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Create Simple Decision Table

1. Sign in

Becoming a superhero is a fairly straight forward process:
After entering the app.decisionrules.io page, the login screen will be displayed.
There are two options for user login. Sign in with:
  • email and password
  • Google Account (SSO)
After logging in to the application, the Dashboard will be displayed.

2. Go to Decision Tables

To go to the Decision Table page on the left in the sidebar, click on the Decision Table link. After clicking on the link, a page with all already created decision tables will be displayed.

3. Create a new Decision Table

To create a new rule, click the button
. After clicking, you can choose between SAMPLE RULE or EMPTY RULE to create**.** Choosing either one the new rule will be created and its detail will be displayed automatically.
More information is here.

4. Set decision table information

When we are at the detail of the decision table, we first set some information. We will change the name of our decision table. To do this, click on his name. Then a field will appear where we can rename the name and click on the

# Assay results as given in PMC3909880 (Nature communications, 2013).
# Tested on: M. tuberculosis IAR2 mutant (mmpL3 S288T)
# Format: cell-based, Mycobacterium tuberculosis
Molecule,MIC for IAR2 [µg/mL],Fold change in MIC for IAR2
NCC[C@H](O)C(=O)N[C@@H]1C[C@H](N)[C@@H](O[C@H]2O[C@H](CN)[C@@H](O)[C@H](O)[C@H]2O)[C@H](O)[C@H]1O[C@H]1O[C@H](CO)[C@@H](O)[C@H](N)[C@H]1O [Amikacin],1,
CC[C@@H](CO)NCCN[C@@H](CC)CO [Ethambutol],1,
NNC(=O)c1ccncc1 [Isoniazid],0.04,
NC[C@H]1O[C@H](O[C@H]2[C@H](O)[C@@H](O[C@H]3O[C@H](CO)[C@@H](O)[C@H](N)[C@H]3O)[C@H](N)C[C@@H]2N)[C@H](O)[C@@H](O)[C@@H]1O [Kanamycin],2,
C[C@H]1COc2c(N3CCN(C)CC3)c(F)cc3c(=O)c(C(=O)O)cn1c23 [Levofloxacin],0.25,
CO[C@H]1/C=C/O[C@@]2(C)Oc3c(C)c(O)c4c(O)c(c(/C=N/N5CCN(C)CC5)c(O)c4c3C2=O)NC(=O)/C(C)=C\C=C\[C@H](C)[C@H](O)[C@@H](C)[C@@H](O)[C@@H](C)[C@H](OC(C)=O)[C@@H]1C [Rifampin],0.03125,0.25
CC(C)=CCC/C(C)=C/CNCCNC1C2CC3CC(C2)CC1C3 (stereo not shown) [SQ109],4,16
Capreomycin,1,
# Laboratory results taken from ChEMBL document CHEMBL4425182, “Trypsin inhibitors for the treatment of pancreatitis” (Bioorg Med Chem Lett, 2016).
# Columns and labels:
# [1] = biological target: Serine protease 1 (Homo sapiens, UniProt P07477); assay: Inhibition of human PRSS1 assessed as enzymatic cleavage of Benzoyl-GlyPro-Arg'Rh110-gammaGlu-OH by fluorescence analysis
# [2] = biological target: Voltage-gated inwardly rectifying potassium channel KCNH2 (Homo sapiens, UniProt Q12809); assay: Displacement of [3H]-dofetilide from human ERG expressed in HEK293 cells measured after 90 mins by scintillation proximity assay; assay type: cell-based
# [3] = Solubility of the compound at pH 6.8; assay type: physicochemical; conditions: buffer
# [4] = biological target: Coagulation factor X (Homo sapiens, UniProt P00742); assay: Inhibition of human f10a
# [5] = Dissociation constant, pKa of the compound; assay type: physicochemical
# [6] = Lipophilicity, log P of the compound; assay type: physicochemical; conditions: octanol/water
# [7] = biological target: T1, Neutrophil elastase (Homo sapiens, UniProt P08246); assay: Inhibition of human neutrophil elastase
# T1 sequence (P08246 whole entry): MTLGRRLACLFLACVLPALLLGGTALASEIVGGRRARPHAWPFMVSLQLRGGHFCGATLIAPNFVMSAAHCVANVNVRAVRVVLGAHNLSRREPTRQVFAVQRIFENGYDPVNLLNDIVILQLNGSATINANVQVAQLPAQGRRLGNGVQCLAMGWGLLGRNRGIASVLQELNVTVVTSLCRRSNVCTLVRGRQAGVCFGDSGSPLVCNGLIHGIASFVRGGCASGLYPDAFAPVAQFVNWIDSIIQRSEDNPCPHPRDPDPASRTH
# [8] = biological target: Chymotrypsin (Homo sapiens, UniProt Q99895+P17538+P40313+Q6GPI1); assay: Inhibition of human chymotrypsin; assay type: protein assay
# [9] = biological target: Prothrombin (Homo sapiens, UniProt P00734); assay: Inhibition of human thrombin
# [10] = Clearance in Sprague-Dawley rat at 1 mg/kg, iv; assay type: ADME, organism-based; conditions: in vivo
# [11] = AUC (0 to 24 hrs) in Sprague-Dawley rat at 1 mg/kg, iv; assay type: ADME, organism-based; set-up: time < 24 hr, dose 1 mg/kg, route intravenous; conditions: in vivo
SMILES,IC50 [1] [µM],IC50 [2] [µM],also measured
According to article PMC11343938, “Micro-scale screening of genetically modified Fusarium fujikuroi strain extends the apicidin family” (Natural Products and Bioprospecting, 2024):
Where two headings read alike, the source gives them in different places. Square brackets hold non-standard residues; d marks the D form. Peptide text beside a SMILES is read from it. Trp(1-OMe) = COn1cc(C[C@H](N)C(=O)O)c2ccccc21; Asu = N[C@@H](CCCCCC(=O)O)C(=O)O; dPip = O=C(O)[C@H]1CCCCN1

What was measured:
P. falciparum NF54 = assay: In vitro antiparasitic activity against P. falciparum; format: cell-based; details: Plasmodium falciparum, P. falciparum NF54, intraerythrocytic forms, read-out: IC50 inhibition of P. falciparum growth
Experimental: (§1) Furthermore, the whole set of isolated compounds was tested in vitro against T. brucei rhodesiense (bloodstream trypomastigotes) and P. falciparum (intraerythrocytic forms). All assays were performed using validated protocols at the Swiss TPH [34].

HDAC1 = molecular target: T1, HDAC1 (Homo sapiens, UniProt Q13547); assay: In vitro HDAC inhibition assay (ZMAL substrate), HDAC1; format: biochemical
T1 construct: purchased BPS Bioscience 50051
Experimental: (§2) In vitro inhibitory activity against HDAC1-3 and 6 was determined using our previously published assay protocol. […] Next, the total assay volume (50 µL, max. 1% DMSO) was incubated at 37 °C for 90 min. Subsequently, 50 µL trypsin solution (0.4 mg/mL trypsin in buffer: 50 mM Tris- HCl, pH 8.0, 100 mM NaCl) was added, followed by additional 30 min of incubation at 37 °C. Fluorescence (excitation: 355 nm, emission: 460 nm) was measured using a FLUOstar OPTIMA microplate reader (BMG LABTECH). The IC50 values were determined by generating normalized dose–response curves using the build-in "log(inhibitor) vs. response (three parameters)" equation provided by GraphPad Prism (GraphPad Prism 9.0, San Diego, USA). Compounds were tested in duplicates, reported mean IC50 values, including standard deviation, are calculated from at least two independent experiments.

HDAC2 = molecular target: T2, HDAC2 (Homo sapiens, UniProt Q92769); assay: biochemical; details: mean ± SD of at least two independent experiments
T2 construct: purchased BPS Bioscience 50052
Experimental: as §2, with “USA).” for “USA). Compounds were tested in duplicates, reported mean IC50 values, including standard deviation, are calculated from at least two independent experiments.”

icon. To cancel the changes, click on the
icon.
Since we do not want this decision table to be available yet, we will change its status to "Pending". To do this, click on the current status "Published" and then select "Pending".
For applying these changes, we have to click on the
button on the bottom of the page.

5. Create an Input and Output model

We will now create an input and output model, which we will then use to set conditions and results. You must be in Rule Settings. There are 2 ways to create these models:
  • Simple editor: It is intended for inexperienced users who do not know the syntax of JSON files.
  • JSON editor: It is intended for an experienced user.

Create with a simple editor

After creating an input or output model, we must always confirm the changes with the
button

Input model

First, we delete all created objects by clicking on the icon. Then we will add our specified requirements (age, criminal history, mileage per year). In our case, we create a root for each request by clicking on the button.
If our model were more complex, we would add descendants. More information is described here.

Input model Example:

Output model

We set the output model similarly, where we set as root eligibility and measure.
Output model Example:

Create using JSON editor

Input model

First**,** we will create one object into which we will put other objects with our requirements. We will create one empty object for each request.
Because our model is simple, these objects do not contain any others. For more complex models, more information is here.